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What makes a strong woman?

January 2, 2014

In a recent BBC special, an interviewer asked Neil Gaiman how he writes such strong female characters. He responded with: 

‘Well I write people.’ Approximately half of the people I know are female and they’re cool, and they’re interesting, and so, why wouldn’t I?

It puzzles me that this interviewer would expect a formula for how to write strong female characters, especially because female strength has many forms. I think action films have tried to grasp on to this formula where there’s a physically strong superhero or female lead who can keep up with the men. I’m thinking about Evangeline Lilly’s Tauriel in the new Hobbit film who is impressive in battle while being the center of a love triangle. Lilly shares how important her character is for female fans in a recent article. Yet, I find that the women I admire the most have a quiet strength about them. They choose jobs they are passionate about, support ideas that may go against mainstream culture, and show kindness to people who need it. I think writing a strong female character becomes so difficult because of the stereotypes about women. For example, you speak up too much and you are a bitch or you don’t speak up enough and you’re passive. Or maybe you’re sexually promiscuous or too much of tease. The list goes on and on, possibly justifying why we are still having conversations about who a strong female character is.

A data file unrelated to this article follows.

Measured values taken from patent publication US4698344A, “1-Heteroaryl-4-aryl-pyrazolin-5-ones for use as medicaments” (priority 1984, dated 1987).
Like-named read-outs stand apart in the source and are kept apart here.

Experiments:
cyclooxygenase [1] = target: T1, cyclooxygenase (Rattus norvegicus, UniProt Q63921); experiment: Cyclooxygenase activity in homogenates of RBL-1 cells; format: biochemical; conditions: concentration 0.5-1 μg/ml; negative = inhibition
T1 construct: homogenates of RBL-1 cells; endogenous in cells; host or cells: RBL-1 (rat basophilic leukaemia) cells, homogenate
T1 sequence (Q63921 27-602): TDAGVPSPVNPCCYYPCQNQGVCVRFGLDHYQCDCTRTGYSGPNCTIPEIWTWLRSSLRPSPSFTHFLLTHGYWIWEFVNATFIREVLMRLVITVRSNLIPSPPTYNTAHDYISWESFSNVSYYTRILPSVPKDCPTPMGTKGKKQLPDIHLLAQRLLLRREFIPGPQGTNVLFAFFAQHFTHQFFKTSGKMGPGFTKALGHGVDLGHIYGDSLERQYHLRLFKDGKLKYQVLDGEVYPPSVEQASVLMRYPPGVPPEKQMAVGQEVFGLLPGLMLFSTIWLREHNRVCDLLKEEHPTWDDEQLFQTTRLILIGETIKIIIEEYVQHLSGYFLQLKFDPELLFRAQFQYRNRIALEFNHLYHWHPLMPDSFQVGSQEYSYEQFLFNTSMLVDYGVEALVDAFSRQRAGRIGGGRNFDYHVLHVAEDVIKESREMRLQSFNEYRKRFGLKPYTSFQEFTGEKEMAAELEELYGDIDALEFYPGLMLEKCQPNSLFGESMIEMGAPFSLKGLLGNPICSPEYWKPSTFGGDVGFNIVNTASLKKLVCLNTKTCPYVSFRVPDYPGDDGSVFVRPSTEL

However, I will point out a giant double standard: An interviewer would never ask how you create complex, strong male characters! Men are often allotted the luxury of having multiple dimensions while female characters fall into one-dimensional bores. 

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Love this! 

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